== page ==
As an adult I’ve often interpreted Christ’s instruction to become like a child as a call to meekness, humility, submissiveness. But the childhood world where I see my own children thrive is colorful, textured, a little unruly, unpredictable. it is not made of humility alone, or rather, it is made of the kind of humility required of true experimentation. My children have taught me to play again…They play by moving their thoughts around, rearranging the world one hundred times a day; they play by asking questions without guilt or embarrassment. They are unreasonable in their taking but also flawless in their giving. In a child’s world, a paper heart actually does fix sadness, and when I am like a child, wiling to extend grace to that offering, my sadness is lifted. Play for my children consists of hours submerged in countless possibilities. Could we not do the same with our own spiritual lives? My children argue without guile and defend without one hundred percent certainty that they are right, just to see what defending the idea feels like. Could we not do the same with our faith?
While Watterson touched on childhood and life experience more generally, cartoonist Scott Hales delves into the details and nuances of Mormonism’s unique and somewhat odd culture while capturing the same kind of magic described above. His new graphic novel–The Garden of Enid: Adventures of a Weird Girl, Part One–follows the thoughts and experiences of Enid: a witty, contemplative, socially-awkward (“weird”) 15-year-old Mormon girl. The hilarity of the strips stems from the portrayals of embarrassingly familiar situations faced by young Mormons: stake dances, boring teachers, YW camp, EFY, etc. Reading them feels like being in on an inside joke. Their depth, however, emerges from the moments of loneliness, uncertainty, reflection, and flickers of human connection. For me, the heart of the graphic novel is summed up in Enid’s exchange with her McConkie-loving seminary teacher who dismisses her “weird questions” in favor of a supposedly “simple”, “black and white” gospel. By contrast, the God Enid believes in is a “colorful” one “who likes weird questions.” Similarly, life is not “black and white.” It’s not even gray. It’s vibrant.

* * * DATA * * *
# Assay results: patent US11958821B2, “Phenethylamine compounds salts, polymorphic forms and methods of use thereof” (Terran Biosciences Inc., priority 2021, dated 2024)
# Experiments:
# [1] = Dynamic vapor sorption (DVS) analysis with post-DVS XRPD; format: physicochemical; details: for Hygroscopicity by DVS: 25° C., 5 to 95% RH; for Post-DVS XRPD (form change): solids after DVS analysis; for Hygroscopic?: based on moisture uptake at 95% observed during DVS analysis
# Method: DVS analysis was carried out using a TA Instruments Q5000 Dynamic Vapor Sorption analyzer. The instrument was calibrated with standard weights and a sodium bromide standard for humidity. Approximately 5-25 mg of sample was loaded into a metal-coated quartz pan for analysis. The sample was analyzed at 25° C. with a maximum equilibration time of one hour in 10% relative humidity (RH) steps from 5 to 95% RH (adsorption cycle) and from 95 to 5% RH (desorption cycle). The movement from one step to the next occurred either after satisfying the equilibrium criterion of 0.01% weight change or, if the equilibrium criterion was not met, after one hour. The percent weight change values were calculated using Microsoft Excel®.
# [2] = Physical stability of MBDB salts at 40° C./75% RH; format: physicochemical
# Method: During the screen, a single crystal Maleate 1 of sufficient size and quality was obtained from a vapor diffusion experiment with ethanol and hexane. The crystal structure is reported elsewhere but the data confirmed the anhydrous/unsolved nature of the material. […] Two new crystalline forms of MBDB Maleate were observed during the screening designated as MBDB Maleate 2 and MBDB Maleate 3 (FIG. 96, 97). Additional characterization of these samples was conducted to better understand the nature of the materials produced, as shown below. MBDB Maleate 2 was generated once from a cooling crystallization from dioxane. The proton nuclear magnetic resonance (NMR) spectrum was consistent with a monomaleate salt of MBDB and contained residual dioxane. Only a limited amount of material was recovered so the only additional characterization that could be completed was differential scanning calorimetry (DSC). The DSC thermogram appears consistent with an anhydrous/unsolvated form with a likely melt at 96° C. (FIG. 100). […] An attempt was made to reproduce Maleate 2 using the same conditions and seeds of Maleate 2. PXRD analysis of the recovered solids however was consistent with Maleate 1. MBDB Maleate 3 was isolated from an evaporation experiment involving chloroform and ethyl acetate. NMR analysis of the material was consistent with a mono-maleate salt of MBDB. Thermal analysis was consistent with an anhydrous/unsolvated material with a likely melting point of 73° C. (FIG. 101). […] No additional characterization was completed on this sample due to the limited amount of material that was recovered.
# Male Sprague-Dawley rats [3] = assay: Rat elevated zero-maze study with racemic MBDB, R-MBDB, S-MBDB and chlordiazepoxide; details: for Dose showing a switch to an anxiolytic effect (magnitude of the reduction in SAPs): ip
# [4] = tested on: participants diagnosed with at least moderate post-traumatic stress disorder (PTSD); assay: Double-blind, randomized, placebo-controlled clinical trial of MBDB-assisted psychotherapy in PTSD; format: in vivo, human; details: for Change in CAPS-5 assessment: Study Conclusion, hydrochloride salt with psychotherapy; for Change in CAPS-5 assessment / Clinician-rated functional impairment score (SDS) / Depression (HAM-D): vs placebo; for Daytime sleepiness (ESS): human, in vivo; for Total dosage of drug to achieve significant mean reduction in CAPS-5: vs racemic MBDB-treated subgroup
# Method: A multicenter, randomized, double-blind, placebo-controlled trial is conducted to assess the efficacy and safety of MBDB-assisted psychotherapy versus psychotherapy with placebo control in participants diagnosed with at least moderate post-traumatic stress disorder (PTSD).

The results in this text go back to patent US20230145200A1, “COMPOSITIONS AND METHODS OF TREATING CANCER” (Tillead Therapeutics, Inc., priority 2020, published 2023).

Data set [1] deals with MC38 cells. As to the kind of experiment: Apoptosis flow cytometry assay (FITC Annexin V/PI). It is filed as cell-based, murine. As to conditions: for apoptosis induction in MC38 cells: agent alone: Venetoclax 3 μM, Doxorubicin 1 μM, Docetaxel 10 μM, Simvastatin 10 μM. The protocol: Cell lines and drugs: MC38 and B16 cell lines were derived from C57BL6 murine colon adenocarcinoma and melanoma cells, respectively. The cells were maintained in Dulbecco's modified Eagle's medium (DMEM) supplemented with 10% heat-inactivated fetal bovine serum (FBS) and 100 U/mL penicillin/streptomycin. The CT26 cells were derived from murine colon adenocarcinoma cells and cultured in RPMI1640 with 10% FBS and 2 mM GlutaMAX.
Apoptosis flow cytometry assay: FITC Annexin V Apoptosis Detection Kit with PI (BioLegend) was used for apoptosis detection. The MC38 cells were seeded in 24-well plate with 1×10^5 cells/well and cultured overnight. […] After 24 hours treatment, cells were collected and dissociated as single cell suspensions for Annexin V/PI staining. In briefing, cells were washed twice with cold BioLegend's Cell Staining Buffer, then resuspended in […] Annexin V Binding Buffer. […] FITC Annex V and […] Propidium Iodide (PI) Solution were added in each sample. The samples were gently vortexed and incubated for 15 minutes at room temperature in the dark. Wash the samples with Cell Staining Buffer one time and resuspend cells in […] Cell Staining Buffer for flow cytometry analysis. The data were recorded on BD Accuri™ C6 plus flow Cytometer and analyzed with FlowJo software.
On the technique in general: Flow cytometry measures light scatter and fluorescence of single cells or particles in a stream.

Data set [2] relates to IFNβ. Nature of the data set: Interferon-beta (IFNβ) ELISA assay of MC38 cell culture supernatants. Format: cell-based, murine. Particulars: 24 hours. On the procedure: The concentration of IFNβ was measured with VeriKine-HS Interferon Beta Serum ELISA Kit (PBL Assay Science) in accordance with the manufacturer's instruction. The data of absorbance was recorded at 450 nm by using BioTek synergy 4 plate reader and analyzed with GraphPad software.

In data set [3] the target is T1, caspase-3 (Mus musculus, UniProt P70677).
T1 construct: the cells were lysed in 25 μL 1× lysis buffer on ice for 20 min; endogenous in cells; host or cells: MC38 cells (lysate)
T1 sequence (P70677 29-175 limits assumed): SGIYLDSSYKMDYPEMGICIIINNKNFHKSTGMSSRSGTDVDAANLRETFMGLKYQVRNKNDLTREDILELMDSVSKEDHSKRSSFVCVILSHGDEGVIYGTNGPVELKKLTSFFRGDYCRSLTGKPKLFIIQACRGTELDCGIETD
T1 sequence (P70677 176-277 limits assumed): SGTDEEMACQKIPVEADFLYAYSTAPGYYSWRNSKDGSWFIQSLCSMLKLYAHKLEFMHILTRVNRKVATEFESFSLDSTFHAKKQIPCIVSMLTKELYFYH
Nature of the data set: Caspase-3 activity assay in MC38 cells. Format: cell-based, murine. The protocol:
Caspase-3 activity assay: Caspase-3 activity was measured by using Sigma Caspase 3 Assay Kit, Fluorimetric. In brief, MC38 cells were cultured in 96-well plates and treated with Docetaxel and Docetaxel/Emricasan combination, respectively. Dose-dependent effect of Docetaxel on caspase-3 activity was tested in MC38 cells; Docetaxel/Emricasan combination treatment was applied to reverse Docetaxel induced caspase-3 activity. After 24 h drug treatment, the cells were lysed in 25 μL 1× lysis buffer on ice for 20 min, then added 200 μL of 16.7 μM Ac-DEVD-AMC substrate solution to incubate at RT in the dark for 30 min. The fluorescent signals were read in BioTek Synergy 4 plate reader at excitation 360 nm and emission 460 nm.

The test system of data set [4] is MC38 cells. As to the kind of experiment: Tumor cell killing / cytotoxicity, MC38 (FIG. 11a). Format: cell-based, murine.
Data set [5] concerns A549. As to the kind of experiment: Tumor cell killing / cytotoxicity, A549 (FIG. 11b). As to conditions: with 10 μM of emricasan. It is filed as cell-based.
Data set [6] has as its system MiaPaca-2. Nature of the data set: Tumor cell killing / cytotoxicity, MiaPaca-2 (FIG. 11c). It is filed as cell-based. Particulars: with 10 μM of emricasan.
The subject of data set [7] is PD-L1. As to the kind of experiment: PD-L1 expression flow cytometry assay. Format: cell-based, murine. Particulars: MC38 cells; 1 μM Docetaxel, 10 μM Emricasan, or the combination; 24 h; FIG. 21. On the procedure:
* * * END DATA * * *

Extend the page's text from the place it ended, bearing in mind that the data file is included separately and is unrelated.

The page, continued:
Enid’s daily ponderings take her from the edges of space and time as she imagines what it’s like to be an unorganized intelligence (Enid vs. Deep Doctrine) to the irritation of dress standards and freezing AC temperatures at stake dances (Enid vs. The Modesty Police). Eternity’s collision with the mundaneness of everyday life peppers Enid’s adventures as does the ofttimes apparent contrast between the richness of the gospel and the banality of the institution (similar to contrast between imagination and reality in C&H). Enid’s wit is put on full display with the random T-shirts she sports in a number of strips: I Can’t I’m Mormon, Flunking Sainthood, I ♥ Dieter, Free Mahana, Team Emma, and so on. Enid touches on various topics, from Mormon kitsch (Enid vs. The Origin of Mormon Kitsch) to McConkie’s Mormon Doctrine (Enid vs. The Book) to the homogeneity of the Bloggernacle (Enid vs. The Echo Chamber) to the struggle to stay awake during General Conference.